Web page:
Patients with anterior cruciate ligament (ACL) rupture are two times as likely to develop posttraumatic osteoarthritis (PTOA). Annually, there are ∼900,000 knee injuries in the United States, which account for ∼12% of all osteoarthritis (OA) cases. PTOA leads to reduced physical activity, deconditioning of the musculoskeletal system, and in severe cases requires joint replacement to restore function. Therefore, treatments that would prevent cartilage degradation post-injury would provide attractive alternatives to surgery. Sclerostin (Sost), a Wnt antagonist and a potent negative regulator of bone formation, has recently been implicated in regulating chondrocyte function in OA. To determine whether elevated levels of Sost play a protective role in PTOA, we examined the progression of OA using a noninvasive tibial compression overload model in SOST transgenic (SOSTTG) and knockout (Sost-/-) mice. Here we report that SOSTTG mice develop moderate OA and display significantly less advanced PTOA phenotype at 16 weeks post-injury compared with wild-type (WT) controls and Sost-/-. In addition, SOSTTG built ∼50% and ∼65% less osteophyte volume than WT and Sost-/-, respectively. Quantification of metalloproteinase (MMP) activity showed that SOSTTG had ∼2-fold less MMP activation than WT or Sost-/-, and this was supported by a significant reduction in MMP2/3 protein levels, suggesting that elevated levels of SOST inhibit the activity of proteolytic enzymes known to degrade articular cartilage matrix. Furthermore, intra-articular administration of recombinant Sost protein, immediately post-injury, also significantly decreased MMP activity levels relative to PBS-treated controls, and Sost activation in response to injury was TNFα and NF-κB dependent. These results provide in vivo evidence that sclerostin functions as a protective molecule immediately after joint injury to prevent cartilage degradation.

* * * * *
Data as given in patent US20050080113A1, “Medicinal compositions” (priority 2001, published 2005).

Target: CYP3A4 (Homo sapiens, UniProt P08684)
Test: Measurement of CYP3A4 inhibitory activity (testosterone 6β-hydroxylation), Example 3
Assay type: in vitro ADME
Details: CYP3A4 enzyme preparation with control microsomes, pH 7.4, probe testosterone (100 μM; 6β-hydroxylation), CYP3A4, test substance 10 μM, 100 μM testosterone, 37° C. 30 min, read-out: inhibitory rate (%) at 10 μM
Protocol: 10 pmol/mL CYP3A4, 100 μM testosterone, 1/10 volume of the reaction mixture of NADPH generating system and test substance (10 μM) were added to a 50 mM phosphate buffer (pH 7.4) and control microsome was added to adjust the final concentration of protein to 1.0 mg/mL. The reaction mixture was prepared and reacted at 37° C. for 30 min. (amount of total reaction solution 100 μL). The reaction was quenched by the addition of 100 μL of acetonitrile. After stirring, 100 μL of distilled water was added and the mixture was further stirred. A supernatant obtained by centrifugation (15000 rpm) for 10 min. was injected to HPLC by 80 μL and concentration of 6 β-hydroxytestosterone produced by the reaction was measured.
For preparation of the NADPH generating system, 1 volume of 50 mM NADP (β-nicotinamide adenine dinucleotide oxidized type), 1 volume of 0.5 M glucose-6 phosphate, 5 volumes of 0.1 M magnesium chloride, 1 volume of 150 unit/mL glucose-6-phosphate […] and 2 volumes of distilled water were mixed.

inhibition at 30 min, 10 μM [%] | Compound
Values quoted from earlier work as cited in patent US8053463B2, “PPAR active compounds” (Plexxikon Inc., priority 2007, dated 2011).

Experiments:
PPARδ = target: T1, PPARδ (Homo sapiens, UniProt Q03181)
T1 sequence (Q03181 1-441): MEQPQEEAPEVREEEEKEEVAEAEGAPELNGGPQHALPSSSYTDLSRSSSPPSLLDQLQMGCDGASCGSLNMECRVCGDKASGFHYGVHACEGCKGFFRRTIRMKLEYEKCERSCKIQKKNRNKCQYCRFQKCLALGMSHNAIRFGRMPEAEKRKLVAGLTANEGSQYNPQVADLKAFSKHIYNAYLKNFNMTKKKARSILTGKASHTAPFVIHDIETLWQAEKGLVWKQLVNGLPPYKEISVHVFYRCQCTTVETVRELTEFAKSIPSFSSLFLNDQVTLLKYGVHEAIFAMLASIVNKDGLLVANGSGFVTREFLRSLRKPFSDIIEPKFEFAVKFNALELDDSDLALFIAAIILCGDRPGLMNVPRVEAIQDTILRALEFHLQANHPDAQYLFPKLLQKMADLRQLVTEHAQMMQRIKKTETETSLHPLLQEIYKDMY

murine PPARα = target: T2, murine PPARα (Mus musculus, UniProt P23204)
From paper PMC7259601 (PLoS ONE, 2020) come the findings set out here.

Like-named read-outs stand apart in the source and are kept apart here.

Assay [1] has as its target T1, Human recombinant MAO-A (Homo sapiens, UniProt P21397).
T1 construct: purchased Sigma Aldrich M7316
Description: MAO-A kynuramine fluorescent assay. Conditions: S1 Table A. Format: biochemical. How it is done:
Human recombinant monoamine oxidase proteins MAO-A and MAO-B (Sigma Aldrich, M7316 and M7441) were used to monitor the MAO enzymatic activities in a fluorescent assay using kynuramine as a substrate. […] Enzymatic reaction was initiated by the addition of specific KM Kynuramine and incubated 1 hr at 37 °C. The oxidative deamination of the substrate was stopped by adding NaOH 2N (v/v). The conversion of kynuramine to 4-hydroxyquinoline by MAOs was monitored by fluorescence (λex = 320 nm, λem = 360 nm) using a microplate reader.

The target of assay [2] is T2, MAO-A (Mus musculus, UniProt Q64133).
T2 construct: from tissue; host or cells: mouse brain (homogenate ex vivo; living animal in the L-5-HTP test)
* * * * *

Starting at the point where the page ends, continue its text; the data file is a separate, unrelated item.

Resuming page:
- WNT SIGNALING
ASJC Scopus subject areas
- Endocrinology, Diabetes and Metabolism
- Orthopedics and Sports Medicine